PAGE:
So Reagan’s huge tax cuts for the wealthy and the cuts to Medicare, Social Security, housing and basic support for working people became "economic reform." When the reactionary cuts were passed, Deaver sent Reagan to a bar where the compliant press corps captured cynically manipulative images of him "hoisting a beer with the working stiffs." And so it went. The right-wing agenda was implemented and even if a few troubling details happened to make it into the coverage, there was always a comforting and masking image present to visually overwhelm unpleasant reality. In post-literate America, nobody of importance was paying much attention to the facts—least of all the fawning media.

Deaver’s obits often mentioned his spinning of the "housing starts" story. As newly deregulated loan policies were unleashed and massive deficit spending on weapons systems poured no-questions-asked money into the economy, a bubble began to form. Rather than simply announce that home construction numbers were up a bit, Deaver famously created a visual. He later recalled the 1983 effort. After some quick political analysis and picking the south as a key area, "…we flew down there and went up to a framed-up house with a couple of hard hats and Reagan had a sign in front of the house showing the line going up on housing starts. Now the press can say , ‘They brought us all the way down here to Fort Worth, Texas, just to make the President look good.’ But the guy sitting there with his six-pack that night is looking at it and saying [here Deaver imitated the viewer, leaning sideways and squinting at an imaginary television set], ‘What’s the President doing down there with those hard hats? Oh! Housing starts have gone up. Things must be getting better." (See, Hertsgaard, On Bended Knee…)

As Bill Moyers observed years ago, the sea-change that was accomplished by the Deaver crew (with connivance from supine corporate media minions) was to fundamentally alter the political landscape so that now constituencies were "courted not with policies but with images."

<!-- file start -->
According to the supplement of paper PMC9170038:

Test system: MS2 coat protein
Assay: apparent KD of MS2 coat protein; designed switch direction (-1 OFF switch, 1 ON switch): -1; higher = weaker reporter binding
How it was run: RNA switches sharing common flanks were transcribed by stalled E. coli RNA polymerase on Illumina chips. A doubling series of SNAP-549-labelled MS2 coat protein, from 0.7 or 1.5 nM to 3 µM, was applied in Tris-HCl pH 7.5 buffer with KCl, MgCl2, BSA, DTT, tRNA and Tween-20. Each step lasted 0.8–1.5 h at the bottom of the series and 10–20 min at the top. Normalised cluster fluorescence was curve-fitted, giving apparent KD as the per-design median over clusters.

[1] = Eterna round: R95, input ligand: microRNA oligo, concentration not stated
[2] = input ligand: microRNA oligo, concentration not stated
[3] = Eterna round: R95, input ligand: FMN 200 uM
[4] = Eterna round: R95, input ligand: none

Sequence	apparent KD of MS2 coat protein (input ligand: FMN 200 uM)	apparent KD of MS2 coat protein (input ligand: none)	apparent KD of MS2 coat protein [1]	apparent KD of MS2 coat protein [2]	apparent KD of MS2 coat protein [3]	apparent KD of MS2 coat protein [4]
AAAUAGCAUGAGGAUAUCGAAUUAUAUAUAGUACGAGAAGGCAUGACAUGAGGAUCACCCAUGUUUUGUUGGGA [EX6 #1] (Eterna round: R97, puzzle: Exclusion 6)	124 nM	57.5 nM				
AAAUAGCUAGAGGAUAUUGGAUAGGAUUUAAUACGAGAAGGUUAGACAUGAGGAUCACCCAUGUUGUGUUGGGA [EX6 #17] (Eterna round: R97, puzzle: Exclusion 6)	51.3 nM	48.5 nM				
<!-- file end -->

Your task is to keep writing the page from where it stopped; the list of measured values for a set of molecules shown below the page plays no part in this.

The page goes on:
It’s a short hop to the present and our time of entrenched downward mobility, more bi-partisan tax cuts for the rich, more housing bubbles, ruthless loan-sharking, corporate crime, and murderous wars of aggression. Today it’s run out of an administration fronted by an old-money guy (cousin to the Queen of England) who courted a constituency by touting schizophrenic nonsequitors like "compassionate conservatism," affecting a cowboy personna and claiming a Reagan-like passion for "clearing brush" on his "ranch"—complete with mandatory photo-ops focusing on sweat, cowboy boots and big belt-buckle. Later, after "The Events of September 11th" the latter-day Deaver-ites ran a massive disinformation scam on the trembling public, and promptly attacked two defenseless countries.

The brush-cutter-in-chief donned a flight suit complete with bulging inflatable manhood protector and swaggered/waddled onto the Abraham Lincoln flight deck to announce (somewhat prematurely) a great victory in Mesopotamia. He served a plastic turkey to US mercenaries in that shattered land. He is not only post-literate, but apparently pre-verbal.

Mike’s tradition endures.

R.I.P. baby.

RICHARD RHAMES is a dirt-farmer in Biddeford, Maine whose place is just north of the Kennebunkport town line. When the swaggering cod-piece king is in town one dreams of Paris. He can be reached at: rrhames@xpressamerica.net